Supports blade; position of frog determines width of mouth opening

Lever cap e;crew Secures lever cap, cap iron, and blade to frog

Frog eetecrew Locks frog in place

Depth-of-cut adjue;tment knob Sets the cutting depth of the blade; a Y32 inch depth is ideal for most operations

Frog adjue;tment e;crew Turned to slide frog back and forth, widening, or narrowing mouth opening; should be positioned so that opening is between 1/32 and 1116 inch




Cap lock ..

Holds lever cap in place

and applies tension to ..

the blade assembly

Lever cap

Must be loosened and lifted off to

remove cap iron and blade

.. ..

.. ..

.. .. .. ..

Cap iron

Exerts pressure on blade, preventing chatter by making the assembly more rigid


Also known as plane iron; installed bevel down on frog. For best results, it should barely protrude from mouth


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Traditional wooden planes incorporate a simple but effective way of adjusting the blade's depth of cut. To increase the depth of cut slightly, tap the wedge; for greater depth, hit the blade. Tapping the striking button on top of the plane will decrease the depth of cut.

Cutting depth adju6tment 6crew


Exerts pressure on crossbar and blade assembly to prevent chatter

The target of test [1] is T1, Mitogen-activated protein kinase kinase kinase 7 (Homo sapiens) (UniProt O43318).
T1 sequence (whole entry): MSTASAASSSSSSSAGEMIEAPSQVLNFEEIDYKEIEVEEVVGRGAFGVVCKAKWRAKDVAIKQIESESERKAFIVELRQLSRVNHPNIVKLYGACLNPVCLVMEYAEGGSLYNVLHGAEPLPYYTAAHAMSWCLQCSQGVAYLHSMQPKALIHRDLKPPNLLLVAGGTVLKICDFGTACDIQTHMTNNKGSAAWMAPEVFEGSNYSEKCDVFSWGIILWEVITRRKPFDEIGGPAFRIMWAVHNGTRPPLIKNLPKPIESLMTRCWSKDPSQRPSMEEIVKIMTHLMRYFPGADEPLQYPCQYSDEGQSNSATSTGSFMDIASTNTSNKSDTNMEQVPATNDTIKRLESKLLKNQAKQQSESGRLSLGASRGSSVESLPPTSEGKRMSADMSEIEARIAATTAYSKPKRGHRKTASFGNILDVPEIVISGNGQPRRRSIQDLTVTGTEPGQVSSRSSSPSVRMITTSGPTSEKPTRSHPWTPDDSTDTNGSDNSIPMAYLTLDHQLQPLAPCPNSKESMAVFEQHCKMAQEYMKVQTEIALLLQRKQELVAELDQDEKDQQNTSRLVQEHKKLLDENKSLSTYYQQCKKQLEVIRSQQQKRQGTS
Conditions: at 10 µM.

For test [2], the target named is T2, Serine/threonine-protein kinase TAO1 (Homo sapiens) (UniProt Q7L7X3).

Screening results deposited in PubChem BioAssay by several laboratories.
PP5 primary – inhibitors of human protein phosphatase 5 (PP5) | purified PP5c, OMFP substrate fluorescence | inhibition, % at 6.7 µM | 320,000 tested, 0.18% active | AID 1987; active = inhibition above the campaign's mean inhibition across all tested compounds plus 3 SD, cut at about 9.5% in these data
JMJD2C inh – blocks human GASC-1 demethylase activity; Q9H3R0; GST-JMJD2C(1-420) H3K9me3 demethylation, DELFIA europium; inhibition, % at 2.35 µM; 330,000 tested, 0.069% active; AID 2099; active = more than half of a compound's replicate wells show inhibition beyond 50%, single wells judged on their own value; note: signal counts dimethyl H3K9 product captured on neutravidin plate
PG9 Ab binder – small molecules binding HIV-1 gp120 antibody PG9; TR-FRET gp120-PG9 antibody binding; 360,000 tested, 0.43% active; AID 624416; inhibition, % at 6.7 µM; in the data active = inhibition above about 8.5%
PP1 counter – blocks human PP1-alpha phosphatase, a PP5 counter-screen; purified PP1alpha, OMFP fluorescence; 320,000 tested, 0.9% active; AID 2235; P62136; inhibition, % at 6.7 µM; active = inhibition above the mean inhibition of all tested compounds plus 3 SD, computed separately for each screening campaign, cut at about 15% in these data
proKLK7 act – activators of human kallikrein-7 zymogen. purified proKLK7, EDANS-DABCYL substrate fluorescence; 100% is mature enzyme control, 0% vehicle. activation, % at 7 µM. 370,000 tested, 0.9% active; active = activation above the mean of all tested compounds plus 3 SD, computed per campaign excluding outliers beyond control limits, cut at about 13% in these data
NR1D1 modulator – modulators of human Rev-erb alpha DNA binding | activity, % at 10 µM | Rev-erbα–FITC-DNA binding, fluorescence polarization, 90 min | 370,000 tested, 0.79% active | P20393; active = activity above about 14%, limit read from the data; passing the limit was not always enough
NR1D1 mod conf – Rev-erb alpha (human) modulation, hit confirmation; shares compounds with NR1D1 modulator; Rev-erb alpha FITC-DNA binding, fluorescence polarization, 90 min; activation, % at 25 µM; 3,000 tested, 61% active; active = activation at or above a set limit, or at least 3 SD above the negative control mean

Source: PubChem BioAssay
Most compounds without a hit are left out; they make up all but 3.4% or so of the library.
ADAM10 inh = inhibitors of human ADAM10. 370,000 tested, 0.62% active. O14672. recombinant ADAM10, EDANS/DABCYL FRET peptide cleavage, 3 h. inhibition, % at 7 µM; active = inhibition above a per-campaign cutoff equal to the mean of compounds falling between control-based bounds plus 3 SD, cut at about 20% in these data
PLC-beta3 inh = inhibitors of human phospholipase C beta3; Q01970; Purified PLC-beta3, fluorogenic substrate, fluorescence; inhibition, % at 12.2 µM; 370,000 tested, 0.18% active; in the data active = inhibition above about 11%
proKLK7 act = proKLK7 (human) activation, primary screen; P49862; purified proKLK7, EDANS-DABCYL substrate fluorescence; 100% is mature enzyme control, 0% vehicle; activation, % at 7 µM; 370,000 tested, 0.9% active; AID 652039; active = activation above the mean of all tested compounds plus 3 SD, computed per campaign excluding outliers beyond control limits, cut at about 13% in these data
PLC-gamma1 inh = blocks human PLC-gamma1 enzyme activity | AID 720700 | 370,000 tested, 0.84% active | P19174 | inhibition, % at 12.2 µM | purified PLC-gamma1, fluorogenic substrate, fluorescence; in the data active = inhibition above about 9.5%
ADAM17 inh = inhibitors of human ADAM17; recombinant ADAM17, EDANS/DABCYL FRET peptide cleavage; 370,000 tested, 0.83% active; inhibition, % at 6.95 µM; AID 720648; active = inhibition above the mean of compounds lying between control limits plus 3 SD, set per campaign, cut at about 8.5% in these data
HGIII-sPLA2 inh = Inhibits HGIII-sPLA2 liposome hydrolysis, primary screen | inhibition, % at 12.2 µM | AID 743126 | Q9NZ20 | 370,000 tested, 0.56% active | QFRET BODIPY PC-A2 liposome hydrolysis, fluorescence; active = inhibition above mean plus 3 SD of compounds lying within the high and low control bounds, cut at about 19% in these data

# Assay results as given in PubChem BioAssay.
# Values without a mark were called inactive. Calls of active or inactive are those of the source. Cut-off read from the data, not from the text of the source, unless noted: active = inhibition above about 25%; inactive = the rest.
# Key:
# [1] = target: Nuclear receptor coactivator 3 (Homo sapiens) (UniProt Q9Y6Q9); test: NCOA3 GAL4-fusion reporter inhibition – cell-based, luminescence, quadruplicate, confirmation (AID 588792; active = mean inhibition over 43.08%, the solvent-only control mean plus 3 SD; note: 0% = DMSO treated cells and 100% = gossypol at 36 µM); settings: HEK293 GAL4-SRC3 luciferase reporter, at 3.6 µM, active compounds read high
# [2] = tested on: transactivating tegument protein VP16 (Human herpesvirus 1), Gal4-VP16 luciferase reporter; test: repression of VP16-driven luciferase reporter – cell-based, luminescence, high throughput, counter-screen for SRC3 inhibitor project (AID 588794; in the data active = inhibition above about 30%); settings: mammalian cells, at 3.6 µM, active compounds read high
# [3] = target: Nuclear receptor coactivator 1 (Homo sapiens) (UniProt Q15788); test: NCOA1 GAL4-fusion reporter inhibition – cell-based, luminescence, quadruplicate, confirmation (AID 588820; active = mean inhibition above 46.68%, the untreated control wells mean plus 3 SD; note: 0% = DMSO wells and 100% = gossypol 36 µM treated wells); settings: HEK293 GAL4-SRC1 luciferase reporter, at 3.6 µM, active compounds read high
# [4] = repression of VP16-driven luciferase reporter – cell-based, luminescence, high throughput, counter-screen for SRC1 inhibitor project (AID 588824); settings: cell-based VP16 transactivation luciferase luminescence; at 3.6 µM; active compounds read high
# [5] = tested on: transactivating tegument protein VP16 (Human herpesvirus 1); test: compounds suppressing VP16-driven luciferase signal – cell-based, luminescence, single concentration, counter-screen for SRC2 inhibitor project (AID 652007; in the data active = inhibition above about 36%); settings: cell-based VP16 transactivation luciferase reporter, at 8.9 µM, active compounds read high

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Locking 6crew Holds blade assembly in place and applies tension


Features a finer blade adjustment than its steel-bodied counterpart; has a self-lubricating lignum vitae sole that reduces friction

Lateral adjustment locking 6crew

Holds lateral adjustment lever in place

Cap iron 6crew


Interlocks with cap iron to hold blade, cap iron, and lateral adjustment lever in place against the body of plane

Mouth adju6tment: screw Sets width of mouth opening


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Block plane Smooths end grain or faces with figured grain. Blade installed bevel-side up at a cutting angle of 20'; plane is typically 6 inches long


Jointing plane •

With a 22-inch sole, this is the

longest of the bench planes; ideal •

for straightening long edges

Bullnose rabbet plane

A snub-nosed, 4-inch-long version of the shoulder plane (below) for

smoothing in tight places; its •

detachable nose makes it ideal

for trimming stopped rabbets •

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Circle plane

Works on curved surfaces; its flexible steel sole can be adjusted to conform to either concave

or convex workpieces

Shoulder plane Trims tenon shoulders square; sides are perfectly square with sole, enabling plane to cut with equal precision upright or on either side

Jack plane A general-purpose plane for smoothing rough boards and flattening uneven surfaces; available with a corrugated sole to reduce friction. Typically 14 inches long

Router plane

A specialty plane that routs out grooves and dados, and cleans out shallow mortises; features both chisel and pointed cutters, and an adjustable depth gauge